Inhale and exhale slowly and evenly through your nose during each pose. Try to hold each pose on each side for one minute. Ease into each pose. There's no reason to stretch as hard as you can immediately. Give your muscles time to react.

1. Standing Cactus

Standing Cactus

Start facing the wall. Place your right forearm on the wall with your right hand in line with your right elbow. Your right elbow should be even with your right shoulder and make a 90-degree angle. Your upper arm should be parallel to the floor. Relax your right shoulder toward the wall, then turn to the left to stretch the other side.

2. Eagle Arms

Eagle Arms

Hold your left arm up in front of your face. Swing your right arm so your right elbow moves under your left elbow. Try to wrap your palms around to touch. Relax your shoulders, and lift your elbows off your chest. Move your hands away from your face as you draw your chin down toward your chest. Repeat on the other side.

3. Standing Forward Fold

Standing Forward Fold

In addition to stretching your spine, this simple yoga pose also relieves stress. Start with your feet hip-distance apart. Fold forward and reach your hands toward the ground. Rock your weight toward the center of each foot as you shift your tailbone up.

4. Downward Facing Dog

Downward Facing Dog

Start on your hands and knees with your hands shoulder-width apart and your knees under your hips. Tuck your toes, and lift your hips so your arms are extended and your hips are in the air. Try to push your heels toward the ground. Don't worry if your legs aren't perfectly straight.

5. Standing Quad Stretch

Standing Quad Stretch

This office yoga pose also feels great after a long drive. With your feet together, bend your right knee and grab the top of your right foot with your right hand. Draw your tailbone down, and keep your knees together.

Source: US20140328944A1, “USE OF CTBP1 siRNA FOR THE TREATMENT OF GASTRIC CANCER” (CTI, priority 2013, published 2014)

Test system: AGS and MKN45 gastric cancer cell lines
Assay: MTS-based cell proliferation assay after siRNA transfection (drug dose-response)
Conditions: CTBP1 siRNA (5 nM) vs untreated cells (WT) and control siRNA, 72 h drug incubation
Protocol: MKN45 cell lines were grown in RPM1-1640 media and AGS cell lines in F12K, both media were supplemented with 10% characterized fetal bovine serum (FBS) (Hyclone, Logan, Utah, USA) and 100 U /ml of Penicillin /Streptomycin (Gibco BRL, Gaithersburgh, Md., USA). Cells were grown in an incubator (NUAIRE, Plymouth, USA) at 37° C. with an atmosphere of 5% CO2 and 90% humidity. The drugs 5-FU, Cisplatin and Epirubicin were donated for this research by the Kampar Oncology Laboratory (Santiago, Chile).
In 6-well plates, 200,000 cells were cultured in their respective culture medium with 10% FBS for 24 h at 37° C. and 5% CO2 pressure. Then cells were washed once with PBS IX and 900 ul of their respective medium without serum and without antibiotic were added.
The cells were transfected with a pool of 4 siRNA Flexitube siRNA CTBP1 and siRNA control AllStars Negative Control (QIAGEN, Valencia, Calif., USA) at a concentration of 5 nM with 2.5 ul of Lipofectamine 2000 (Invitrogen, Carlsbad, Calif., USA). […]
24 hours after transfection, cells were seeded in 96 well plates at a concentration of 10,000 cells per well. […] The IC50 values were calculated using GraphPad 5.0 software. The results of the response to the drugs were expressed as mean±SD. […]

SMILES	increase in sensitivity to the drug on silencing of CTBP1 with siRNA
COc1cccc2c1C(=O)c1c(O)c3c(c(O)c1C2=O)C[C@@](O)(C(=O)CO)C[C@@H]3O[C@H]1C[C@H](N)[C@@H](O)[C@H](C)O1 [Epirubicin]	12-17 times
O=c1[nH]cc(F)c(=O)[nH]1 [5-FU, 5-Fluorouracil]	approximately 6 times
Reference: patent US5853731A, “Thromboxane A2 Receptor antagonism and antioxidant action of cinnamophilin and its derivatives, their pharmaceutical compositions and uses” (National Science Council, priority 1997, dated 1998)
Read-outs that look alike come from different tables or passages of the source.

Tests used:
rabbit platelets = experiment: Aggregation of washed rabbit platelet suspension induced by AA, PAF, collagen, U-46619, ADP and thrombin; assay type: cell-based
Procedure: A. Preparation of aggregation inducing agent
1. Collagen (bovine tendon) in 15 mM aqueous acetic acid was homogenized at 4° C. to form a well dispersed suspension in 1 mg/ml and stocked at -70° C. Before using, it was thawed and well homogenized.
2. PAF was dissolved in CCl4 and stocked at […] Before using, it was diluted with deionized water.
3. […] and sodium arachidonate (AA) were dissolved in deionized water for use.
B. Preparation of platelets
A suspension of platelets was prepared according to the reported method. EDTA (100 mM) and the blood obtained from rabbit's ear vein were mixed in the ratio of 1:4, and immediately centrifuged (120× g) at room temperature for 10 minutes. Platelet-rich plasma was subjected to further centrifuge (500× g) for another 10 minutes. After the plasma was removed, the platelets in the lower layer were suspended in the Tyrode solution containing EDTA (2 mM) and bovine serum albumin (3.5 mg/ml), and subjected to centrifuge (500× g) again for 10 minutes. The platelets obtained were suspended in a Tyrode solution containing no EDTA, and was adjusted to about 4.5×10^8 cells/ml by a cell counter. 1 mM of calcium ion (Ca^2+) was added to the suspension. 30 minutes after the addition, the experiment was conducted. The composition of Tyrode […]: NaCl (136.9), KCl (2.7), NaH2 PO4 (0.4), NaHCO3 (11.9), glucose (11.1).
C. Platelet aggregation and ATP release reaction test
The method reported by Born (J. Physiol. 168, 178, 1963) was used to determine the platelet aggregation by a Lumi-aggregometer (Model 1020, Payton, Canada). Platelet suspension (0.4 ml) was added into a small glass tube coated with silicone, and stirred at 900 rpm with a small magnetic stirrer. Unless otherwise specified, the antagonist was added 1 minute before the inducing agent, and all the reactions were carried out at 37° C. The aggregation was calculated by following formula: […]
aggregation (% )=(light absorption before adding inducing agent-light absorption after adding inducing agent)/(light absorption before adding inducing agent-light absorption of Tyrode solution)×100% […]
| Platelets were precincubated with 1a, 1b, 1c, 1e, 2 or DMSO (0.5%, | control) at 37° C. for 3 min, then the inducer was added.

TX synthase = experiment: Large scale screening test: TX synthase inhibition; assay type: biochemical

6. Figure Four

Figure Four

You can do this office yoga pose standing or seated at your desk. It relieves tightness in the glutes and legs, easing tension in the spine. Pick up your right leg and place your right ankle on your left knee. Draw your hips back and down, and fold your upper body forward.



Take a Yoga Break

Try these office yoga poses every couple of hours. Instead of a coffee or cigarette break, get out of your chair and take a yoga break! Aside from helping your pain, a yoga break is a great way to re-energize and refocus during your workday.

Consistent attention to your body and how it moves will not only help relieve the pain you feel, but may help you stay productive and happy at work.

Want more yoga to feel—and look—amazing? Check out Mind Body Fit, the Bodybuilding.com All Access program that integrates yoga, workouts, and meditation with follow-along guides and a full nutrition plan.

Reference
  1. Low Back Pain Fact Sheet. (2015). Retrieved from http://www.ninds.nih.gov/disorders/backpain/detail_backpain.htm

About the Author

Stephanie Ring

Stephanie Ring

Stephanie Ring is a coach, writer, and movement specialist.